UPDATED 16:39 GMT March 14, 2019. Facebook has blamed a “server configuration change” for the outage, without providing further details.
A Facebook outage that lasted nearly 13 hours left users of the social media company’s family of services locked out globally overnight, with Facebook itself, Instagram and WhatsApp users all affected to different degrees.
The Facebook outage has also affected its advertisement services and the company said it was considering the possibility of refunds for its advertisers. The company confirmed it was not the result of a DDoS attack but no further detail.
We’re aware that some people are currently having trouble accessing the Facebook family of apps. We’re working to resolve the issue as soon as possible.
— Meta (@Meta) March 13, 2019
Networking monitoring company ThousandEyes said: “Our tests shows this is very likely an app-layer issue, as we see 500 Internal Server Errors being reported from various locations around the globe.”
It added that it was not seeing any border gateway protocol changes, suggesting the issue was one internally at Facebook.
[update] ThousandEyes looks at issues from the user’s vantage point. When investigating Facebook’s issues today, we’re not seeing any BGP changes that are affecting connectivity, packet loss or latency. pic.twitter.com/hwRQPg7k1X
— ThousandEyes (@thousandeyes) March 13, 2019
An update on Facebook’s developer page said: “We are currently experiencing issues that may cause some API requests to take longer or fail unexpectedly. We are investigating the issue and working on a resolution.”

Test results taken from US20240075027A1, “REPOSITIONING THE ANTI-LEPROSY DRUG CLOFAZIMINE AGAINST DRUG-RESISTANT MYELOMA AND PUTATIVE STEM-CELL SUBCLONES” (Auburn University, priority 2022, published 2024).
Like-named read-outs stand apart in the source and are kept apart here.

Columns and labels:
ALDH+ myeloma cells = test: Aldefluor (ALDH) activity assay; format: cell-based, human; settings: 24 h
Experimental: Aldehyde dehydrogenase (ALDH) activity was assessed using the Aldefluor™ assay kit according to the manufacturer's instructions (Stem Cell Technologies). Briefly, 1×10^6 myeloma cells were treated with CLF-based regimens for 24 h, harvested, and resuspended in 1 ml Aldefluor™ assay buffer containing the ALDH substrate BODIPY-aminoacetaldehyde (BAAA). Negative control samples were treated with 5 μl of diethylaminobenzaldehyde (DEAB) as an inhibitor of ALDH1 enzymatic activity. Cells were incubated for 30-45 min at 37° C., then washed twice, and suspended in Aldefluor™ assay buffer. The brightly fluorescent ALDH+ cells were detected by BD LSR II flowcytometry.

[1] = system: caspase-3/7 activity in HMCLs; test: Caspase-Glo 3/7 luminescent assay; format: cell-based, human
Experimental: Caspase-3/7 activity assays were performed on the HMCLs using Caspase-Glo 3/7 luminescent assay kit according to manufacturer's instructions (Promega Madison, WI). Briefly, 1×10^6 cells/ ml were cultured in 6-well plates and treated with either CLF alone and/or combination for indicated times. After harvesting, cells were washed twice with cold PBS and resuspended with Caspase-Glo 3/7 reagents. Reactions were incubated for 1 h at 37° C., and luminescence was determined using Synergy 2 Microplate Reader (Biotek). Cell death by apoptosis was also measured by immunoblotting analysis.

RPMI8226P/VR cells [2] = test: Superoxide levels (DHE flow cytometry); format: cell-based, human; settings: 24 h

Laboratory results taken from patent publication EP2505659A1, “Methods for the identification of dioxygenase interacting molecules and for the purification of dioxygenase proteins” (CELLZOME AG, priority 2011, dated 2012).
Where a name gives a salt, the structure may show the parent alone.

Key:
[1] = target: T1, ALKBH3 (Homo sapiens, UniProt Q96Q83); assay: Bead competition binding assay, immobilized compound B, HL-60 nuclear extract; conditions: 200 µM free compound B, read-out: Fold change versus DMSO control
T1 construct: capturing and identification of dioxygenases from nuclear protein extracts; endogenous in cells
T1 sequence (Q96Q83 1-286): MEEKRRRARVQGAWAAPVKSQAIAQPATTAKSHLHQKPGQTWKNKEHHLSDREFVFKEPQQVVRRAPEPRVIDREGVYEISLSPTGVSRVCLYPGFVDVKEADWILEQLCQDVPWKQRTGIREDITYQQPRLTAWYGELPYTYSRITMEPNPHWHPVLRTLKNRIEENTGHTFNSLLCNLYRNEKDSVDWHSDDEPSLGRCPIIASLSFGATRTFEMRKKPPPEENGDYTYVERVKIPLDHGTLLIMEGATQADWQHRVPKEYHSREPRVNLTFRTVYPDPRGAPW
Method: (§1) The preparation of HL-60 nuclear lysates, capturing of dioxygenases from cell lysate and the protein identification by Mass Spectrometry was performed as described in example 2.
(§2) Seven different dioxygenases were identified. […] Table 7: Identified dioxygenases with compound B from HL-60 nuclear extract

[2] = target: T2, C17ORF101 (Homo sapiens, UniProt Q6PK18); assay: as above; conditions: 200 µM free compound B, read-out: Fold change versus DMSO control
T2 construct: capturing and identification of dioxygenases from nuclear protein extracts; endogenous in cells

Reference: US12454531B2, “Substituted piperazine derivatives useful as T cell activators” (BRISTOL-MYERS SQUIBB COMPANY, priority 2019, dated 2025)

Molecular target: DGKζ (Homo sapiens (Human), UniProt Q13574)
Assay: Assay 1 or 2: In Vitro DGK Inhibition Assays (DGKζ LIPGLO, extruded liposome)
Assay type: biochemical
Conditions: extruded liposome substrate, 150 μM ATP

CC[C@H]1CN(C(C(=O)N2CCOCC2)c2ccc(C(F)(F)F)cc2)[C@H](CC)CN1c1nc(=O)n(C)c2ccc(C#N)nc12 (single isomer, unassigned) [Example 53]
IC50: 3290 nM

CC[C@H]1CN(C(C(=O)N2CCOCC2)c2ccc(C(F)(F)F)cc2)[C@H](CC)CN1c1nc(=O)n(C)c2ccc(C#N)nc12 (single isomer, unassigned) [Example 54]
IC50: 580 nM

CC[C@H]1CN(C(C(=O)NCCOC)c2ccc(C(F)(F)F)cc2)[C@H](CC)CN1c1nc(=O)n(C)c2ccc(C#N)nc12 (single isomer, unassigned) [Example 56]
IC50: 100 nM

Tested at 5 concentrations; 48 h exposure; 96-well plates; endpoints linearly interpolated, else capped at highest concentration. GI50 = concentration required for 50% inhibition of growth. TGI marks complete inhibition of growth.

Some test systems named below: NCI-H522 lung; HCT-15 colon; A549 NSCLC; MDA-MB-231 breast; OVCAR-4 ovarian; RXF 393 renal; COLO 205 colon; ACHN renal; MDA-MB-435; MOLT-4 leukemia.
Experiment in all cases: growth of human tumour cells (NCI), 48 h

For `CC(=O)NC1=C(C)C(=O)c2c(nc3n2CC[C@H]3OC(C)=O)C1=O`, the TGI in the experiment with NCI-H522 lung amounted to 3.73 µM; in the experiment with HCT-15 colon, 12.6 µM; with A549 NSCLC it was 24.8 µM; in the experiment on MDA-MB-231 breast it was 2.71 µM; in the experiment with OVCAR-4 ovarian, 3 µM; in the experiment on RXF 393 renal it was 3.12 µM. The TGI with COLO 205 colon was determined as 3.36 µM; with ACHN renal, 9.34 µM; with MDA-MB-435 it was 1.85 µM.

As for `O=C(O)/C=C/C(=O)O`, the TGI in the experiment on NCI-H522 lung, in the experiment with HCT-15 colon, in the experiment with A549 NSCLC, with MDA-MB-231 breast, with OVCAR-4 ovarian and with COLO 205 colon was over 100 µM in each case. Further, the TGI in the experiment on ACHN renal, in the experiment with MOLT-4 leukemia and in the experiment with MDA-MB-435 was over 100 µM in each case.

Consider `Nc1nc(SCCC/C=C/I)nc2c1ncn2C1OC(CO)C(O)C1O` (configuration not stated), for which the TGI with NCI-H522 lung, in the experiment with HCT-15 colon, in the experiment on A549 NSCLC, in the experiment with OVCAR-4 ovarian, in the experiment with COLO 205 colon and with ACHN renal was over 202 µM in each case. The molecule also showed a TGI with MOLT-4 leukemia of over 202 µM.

The status page showed a quadrupling of API error rates to still less-than-catastrophic 4.7 percent as of approximately 21:00 GMT and a doubling of average API response times to approximately 240 milliseconds.
The technical hiccup follows last night’s Gmail and Google Drive outage; few companies, even those with a sprawling array of data centres, seem to be immune to such issues: Microsoft Office 365 also recently suffered a near-two-day outage for some users.
We're also aware that people are experiencing issues with access to our ads interfaces, we'll share an update as soon as possible. https://t.co/Wk4STxGuEq
— Rob Leathern (@robleathern) March 13, 2019
Facebook operates 15 data centres globally, including in Ireland, Singapore and Sweden. The company had 1.58 billion daily active users in December 2018 and estimates that around 2.7 billion people now use its family of services.
One expert who did not want to be named told Computer Business Review they suspected it was an issue with an automation system that manages Facebook’s infrastructure. Facebook has built and open sourced a wide range of software including four key data infrastructure management tools, RocksDB, GraphQL, Presto and Haxl. The claim is, at this point, entirely speculative.